A high school valedictorian was reportedly not allowed to participate in graduation because of his beard.
Andrew Jones of Amite, Louisiana, had a perfect academic record, was deemed Student of the Year, and was a star athlete at Amite High School, WVUE reports.
"He's got a child, he's got a baby and he's still managed those grades," Sabrina Davis, Jones' aunt, told the news station.
However, when Jones headed to the Southeastern Louisiana University assembly center on May 18 to walk as valedictorian of his class, school officials forbade him from participating in the ceremony.
"Eventually they took my gown," Jones told WWL-TV, "They told me they had to take my gown from me."
The school district’s policy forbids facial hair on male students. According to Tangipahoa Schools Superintendent Mark Kolwe, Jones and his family were told about the policy three times, including the night of the ceremony.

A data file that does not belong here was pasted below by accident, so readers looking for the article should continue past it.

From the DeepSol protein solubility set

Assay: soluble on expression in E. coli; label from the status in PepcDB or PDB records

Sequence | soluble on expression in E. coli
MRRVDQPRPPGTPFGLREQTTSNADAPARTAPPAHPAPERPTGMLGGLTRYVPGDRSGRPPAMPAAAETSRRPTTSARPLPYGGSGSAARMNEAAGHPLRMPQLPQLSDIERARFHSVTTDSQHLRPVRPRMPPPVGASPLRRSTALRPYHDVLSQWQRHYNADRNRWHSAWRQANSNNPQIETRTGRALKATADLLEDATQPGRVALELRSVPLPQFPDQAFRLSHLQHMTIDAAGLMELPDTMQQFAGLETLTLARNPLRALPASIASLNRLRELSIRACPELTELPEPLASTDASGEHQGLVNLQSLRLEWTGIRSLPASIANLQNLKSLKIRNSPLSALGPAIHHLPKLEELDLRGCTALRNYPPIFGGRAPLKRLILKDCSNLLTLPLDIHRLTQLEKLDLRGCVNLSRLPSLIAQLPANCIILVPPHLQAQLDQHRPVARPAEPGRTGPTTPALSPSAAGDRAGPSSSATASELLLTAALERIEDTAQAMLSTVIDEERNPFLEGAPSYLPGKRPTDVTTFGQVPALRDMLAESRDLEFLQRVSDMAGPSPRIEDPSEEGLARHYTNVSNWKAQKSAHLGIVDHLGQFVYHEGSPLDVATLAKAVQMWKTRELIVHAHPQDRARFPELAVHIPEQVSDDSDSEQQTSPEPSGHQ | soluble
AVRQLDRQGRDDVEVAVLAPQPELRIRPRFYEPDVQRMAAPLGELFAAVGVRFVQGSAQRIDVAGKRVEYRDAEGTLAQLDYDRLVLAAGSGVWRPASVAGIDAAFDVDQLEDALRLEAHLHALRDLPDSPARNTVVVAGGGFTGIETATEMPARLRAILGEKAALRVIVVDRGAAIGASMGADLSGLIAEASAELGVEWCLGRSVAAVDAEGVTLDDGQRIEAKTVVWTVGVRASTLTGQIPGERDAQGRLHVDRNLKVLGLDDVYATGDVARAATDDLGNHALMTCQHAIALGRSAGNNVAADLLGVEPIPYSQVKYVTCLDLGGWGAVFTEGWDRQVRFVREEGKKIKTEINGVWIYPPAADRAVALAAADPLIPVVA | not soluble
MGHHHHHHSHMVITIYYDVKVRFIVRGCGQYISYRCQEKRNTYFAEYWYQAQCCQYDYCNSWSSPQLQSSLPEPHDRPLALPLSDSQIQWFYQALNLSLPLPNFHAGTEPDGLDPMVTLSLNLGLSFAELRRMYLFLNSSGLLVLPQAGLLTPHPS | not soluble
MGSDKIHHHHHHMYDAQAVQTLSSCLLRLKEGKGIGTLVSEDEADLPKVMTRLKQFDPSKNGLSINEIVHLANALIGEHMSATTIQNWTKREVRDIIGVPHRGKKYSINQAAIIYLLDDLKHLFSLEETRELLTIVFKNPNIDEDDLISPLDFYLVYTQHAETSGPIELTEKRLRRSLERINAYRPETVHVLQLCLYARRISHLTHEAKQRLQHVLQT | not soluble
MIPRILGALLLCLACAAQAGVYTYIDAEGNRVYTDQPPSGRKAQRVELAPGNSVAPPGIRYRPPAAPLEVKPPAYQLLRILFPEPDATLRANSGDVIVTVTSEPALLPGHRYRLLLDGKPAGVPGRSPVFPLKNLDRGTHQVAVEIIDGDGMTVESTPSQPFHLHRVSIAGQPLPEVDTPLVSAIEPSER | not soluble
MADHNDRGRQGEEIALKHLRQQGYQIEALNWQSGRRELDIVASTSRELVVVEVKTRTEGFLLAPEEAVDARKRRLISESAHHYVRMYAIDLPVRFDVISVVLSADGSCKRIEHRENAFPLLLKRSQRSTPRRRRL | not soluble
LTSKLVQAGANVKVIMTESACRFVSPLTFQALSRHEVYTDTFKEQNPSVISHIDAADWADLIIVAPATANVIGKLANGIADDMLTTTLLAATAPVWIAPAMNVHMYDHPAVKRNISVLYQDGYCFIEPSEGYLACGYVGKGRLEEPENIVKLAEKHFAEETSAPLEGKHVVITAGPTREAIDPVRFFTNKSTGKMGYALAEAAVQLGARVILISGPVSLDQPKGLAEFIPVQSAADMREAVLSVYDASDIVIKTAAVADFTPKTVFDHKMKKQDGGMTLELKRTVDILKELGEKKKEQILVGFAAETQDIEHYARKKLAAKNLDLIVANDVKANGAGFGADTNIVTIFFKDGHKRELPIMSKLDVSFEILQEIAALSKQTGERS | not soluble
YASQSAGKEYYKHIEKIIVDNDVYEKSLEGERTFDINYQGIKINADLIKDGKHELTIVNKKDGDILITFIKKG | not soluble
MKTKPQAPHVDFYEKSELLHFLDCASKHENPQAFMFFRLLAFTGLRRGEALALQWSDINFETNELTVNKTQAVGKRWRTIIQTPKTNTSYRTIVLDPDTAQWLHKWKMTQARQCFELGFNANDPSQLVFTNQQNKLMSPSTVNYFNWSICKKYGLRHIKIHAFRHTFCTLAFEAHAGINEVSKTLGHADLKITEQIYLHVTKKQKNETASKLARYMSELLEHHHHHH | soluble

Jones said he chose not to completely shave off his beard because the facial hair policy had never been enforced before, noting that other classes were allowed to wear beards during graduation.
"It don't make sense, every day of school I went with it, even more, I did shave," Jones said, "I had like sides and everything, but I shaved that for graduation."
"What was the real issue that he couldn't walk with his class?" Davis said to WWL-TV. "He was top of his class, you know, that moment was the most important moment of his life."
The local chapter of the NAACP are investigating the situation.
"His robe and cap were taken so he could not march, and that's just wrong," Patricia Morris, president of the Tangipahoa parish NAACP chapter, told WVUE.
Jones said he's speaking out about his experience so other families can avoid a similar experience.
"I feel they should have let me march," Jones said. "The hair on my face has nothing to do with school. I wasn't distracting anybody."
Jones has received an academic scholarship and an athletic scholarship to Southeastern Louisiana University. He will also play on the football team and hopes to pursue professional sports in some capacity after college.
"For a young man that talented, and very academic, to hold a 4.0 and still manage to be a father to his child, the sky's the limit to me," Davis told WWL-TV.